Setup ownCloud on Ubuntu 20.04 | 18.04 with Nginx and Let’s Encrypt

This brief tutorial shows students and new users how to install ownCloud platform on Ubuntu 20.04 | 18.04 with Nginx HTTP server and Let’s encrypt wildcard SSL certificates.

OwnCloud is an open source, self-hosted file sync and share app platform that enables private cloud services on users’ own servers in their environments.

It provides similar functions like Dropbox and similar cloud storage services, and it’s free to download and install on your own servers without paying service providers.

You can use ownCloud to run your online cloud service platform and build amazing digital experiences with little efforts.

If you’re looking for a enterprise-grade cloud storage platform for your business or for individual needs, ownCloud should probably be a starting point for you. And if you want to learn how to easily install and mange it, then this post is all you need.

For more about ownCloud, please check their Homepage

To get started with installing ownCloud, follow the steps below:

Step 1: Install Nginx HTTP Server

ownCloud requires a web server to function, and Nginx is one of the most popular opensource web server available today.

To install Nginx on Ubuntu, run the commands below:

sudo apt update
sudo apt install nginx

After installing Nginx, the commands below can be used to stop, start and enable Nginx service to always start up with the server boots.

sudo systemctl stop nginx.service
sudo systemctl start nginx.service
sudo systemctl enable nginx.service

To test whether Nginx is installed and functioning, open your web browser and browse to the server’s IP address or hostname.

http://localhost

nginx default home page test

If you see the above page in your browser, then Nginx is working as expected.

Step 2: Install MariaDB Database Server

You’ll also need a database server to run ownCloud. A database server is where ownCloud content get stored.

A true open source database server that you can use with ownCloud is MariaDB database server. It is fast, secure and the default server for almost all Linux servers.

To install MariaDB, run the commands below:

sudo apt-get install mariadb-server mariadb-client

After installing MariaDB, the commands below can be used to stop, start and enable MariaDB service to always start up when the server boots.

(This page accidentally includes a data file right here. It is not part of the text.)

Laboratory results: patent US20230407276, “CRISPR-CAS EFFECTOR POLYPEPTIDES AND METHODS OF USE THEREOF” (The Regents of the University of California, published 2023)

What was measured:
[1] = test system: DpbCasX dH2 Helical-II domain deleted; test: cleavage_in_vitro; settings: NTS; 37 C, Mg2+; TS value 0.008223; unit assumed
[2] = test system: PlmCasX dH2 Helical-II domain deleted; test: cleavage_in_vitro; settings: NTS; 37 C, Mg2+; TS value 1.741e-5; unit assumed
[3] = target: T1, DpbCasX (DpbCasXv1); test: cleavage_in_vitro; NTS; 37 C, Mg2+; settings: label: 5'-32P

sudo systemctl stop mariadb.service
sudo systemctl start mariadb.service
sudo systemctl enable mariadb.service

Next, run the commands below to secure the database server with a root password if you were not prompted to do so during the installation.

sudo mysql_secure_installation

When prompted, answer the questions below by following the guide.

  • Enter current password for root (enter for none): Just press the Enter
  • Set root password? [Y/n]: Y
  • New password: Enter password
  • Re-enter new password: Repeat password
  • Remove anonymous users? [Y/n]: Y
  • Disallow root login remotely? [Y/n]: Y
  • Remove test database and access to it? [Y/n]:  Y
  • Reload privilege tables now? [Y/n]:  Y

To verify and validate that MariaDB is installed and working, login to the database console using the commands below:

sudo mysql -u root -p

type the root password when prompted.

mariadb welcome

If you see a similar screen as shown above, then the server was successfully installed.

Step 3: Install PHP 7.4 and Related Modules

ownCloud is a PHP based application, and PHP is required to run it. Since some versions of Ubuntu don’t have the latest version of PHP, you can add a third-party PPA repository to install PHP from there.

The command below will add a third-party PPA to Ubuntu.

sudo apt-get install software-properties-common
sudo add-apt-repository ppa:ondrej/php

Then update and upgrade to PHP 7.4

sudo apt update

Next, run the commands below to install PHP 7.4 and related modules.

sudo apt install php7.4-fpm php7.4-common php7.4-mysql php7.4-gmp php7.4-curl php7.4-intl php7.4-mbstring php7.4-xmlrpc php7.4-gd php7.4-xml php7.4-cli php7.4-zip

After installing PHP 7.4, go and configure some basic settings that may be required for ownCloud to function properly.

Run the commands below to open PHP

sudo nano /etc/php/7.4/fpm/php.ini

Below are good settings to configure for most ownCloud websites.

file_uploads = On
allow_url_fopen = On
short_open_tag = On
memory_limit = 256M
cgi.fix_pathinfo = 0
upload_max_filesize = 100M
max_execution_time = 360
date.timezone = America/Chicago

That should get PHP 7.4 installed with some basic settings to allow ownCloud to function.

Step 4: Create ownCloud Database

When all the servers installed above, it’s now time to begin setting up ownCloud environment. First, run the steps below to create a blank database for ownCloud to use.

Logon to MariaDB database console using the commands below:

sudo mysql -u root -p

Then create a database called owncloud

CREATE DATABASE owncloud;

Next, create a database user called ownclouduser and set password

CREATE USER 'ownclouduser'@'localhost' IDENTIFIED BY 'new_password_here';

Then grant the user full access to the database.

GRANT ALL ON owncloud.* TO 'ownclouduser'@'localhost' WITH GRANT OPTION;

Finally, save your changes and exit.

FLUSH PRIVILEGES;
EXIT;

Step 5: Download ownCloud

At this point, ownCloud is ready to be downloaded and installed. Use the commands below to download the latest version of ownCloud.

https://owncloud.org/download/

At the time of this writing, the current version is 10.4.1.

Run the commands below to download it.

Then run the commands below to create ownCloud directory and extract the downloaded content there.

cd /tmp
wget https://download.owncloud.org/community/owncloud-10.4.1.zip 
unzip owncloud-10.4.1.zip 
sudo mv owncloud /var/www/owncloud

After that, run the commands below to set the correct permissions for ownCloud to function.

Then run command below to allow www-data user to own the ownCloud directory.

sudo chown -R www-data:www-data /var/www/owncloud/
sudo chmod -R 755 /var/www/owncloud/

Step 6: Configure Nginx

Below is where you configure Nginx VirtualHost file for the ownCloud site you’re creating. This file defines how client requests are handled and processed.